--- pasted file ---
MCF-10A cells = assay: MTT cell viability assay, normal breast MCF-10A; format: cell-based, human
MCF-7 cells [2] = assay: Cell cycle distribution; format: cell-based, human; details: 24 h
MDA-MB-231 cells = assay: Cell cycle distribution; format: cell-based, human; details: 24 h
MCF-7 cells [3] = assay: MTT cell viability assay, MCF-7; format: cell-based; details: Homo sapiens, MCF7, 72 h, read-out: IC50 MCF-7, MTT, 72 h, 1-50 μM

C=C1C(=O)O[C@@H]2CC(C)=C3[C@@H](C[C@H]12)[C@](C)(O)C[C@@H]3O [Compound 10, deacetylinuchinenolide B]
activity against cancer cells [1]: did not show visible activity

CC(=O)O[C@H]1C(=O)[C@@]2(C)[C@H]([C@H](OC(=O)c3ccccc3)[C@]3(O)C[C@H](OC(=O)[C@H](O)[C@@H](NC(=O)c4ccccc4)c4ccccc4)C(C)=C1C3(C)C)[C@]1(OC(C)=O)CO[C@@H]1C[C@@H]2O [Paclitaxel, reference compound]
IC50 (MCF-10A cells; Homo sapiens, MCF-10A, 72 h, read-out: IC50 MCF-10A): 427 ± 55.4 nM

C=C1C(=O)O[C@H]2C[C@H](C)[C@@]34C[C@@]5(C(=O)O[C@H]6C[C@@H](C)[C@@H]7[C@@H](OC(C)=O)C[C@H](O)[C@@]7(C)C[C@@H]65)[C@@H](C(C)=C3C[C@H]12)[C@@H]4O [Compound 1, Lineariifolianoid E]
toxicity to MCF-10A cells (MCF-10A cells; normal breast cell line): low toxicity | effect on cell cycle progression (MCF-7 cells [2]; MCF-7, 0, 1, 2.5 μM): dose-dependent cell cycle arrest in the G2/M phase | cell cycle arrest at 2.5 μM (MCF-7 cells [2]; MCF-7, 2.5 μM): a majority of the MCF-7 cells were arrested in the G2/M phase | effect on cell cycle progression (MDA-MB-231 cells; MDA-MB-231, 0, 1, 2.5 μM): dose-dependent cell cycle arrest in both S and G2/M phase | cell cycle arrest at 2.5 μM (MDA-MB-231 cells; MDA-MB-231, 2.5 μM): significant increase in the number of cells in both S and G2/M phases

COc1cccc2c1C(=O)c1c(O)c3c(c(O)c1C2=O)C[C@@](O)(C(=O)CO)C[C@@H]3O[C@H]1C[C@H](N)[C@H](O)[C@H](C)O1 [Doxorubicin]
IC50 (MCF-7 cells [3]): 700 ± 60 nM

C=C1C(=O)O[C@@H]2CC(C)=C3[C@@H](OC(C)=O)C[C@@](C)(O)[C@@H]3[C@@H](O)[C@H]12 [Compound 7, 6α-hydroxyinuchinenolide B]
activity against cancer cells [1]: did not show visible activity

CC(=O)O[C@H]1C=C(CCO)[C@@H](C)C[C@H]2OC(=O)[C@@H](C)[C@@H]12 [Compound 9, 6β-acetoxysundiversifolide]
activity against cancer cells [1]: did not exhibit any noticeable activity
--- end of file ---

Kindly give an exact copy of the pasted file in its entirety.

MCF-10A cells = assay: MTT cell viability assay, normal breast MCF-10A; format: cell-based, human
MCF-7 cells [2] = assay: Cell cycle distribution; format: cell-based, human; details: 24 h
MDA-MB-231 cells = assay: Cell cycle distribution; format: cell-based, human; details: 24 h
MCF-7 cells [3] = assay: MTT cell viability assay, MCF-7; format: cell-based; details: Homo sapiens, MCF7, 72 h, read-out: IC50 MCF-7, MTT, 72 h, 1-50 μM

C=C1C(=O)O[C@@H]2CC(C)=C3[C@@H](C[C@H]12)[C@](C)(O)C[C@@H]3O [Compound 10, deacetylinuchinenolide B]
activity against cancer cells [1]: did not show visible activity

CC(=O)O[C@H]1C(=O)[C@@]2(C)[C@H]([C@H](OC(=O)c3ccccc3)[C@]3(O)C[C@H](OC(=O)[C@H](O)[C@@H](NC(=O)c4ccccc4)c4ccccc4)C(C)=C1C3(C)C)[C@]1(OC(C)=O)CO[C@@H]1C[C@@H]2O [Paclitaxel, reference compound]
IC50 (MCF-10A cells; Homo sapiens, MCF-10A, 72 h, read-out: IC50 MCF-10A): 427 ± 55.4 nM

C=C1C(=O)O[C@H]2C[C@H](C)[C@@]34C[C@@]5(C(=O)O[C@H]6C[C@@H](C)[C@@H]7[C@@H](OC(C)=O)C[C@H](O)[C@@]7(C)C[C@@H]65)[C@@H](C(C)=C3C[C@H]12)[C@@H]4O [Compound 1, Lineariifolianoid E]
toxicity to MCF-10A cells (MCF-10A cells; normal breast cell line): low toxicity | effect on cell cycle progression (MCF-7 cells [2]; MCF-7, 0, 1, 2.5 μM): dose-dependent cell cycle arrest in the G2/M phase | cell cycle arrest at 2.5 μM (MCF-7 cells [2]; MCF-7, 2.5 μM): a majority of the MCF-7 cells were arrested in the G2/M phase | effect on cell cycle progression (MDA-MB-231 cells; MDA-MB-231, 0, 1, 2.5 μM): dose-dependent cell cycle arrest in both S and G2/M phase | cell cycle arrest at 2.5 μM (MDA-MB-231 cells; MDA-MB-231, 2.5 μM): significant increase in the number of cells in both S and G2/M phases

COc1cccc2c1C(=O)c1c(O)c3c(c(O)c1C2=O)C[C@@](O)(C(=O)CO)C[C@@H]3O[C@H]1C[C@H](N)[C@H](O)[C@H](C)O1 [Doxorubicin]
IC50 (MCF-7 cells [3]): 700 ± 60 nM

C=C1C(=O)O[C@@H]2CC(C)=C3[C@@H](OC(C)=O)C[C@@](C)(O)[C@@H]3[C@@H](O)[C@H]12 [Compound 7, 6α-hydroxyinuchinenolide B]
activity against cancer cells [1]: did not show visible activity

CC(=O)O[C@H]1C=C(CCO)[C@@H](C)C[C@H]2OC(=O)[C@@H](C)[C@@H]12 [Compound 9, 6β-acetoxysundiversifolide]
activity against cancer cells [1]: did not exhibit any noticeable activity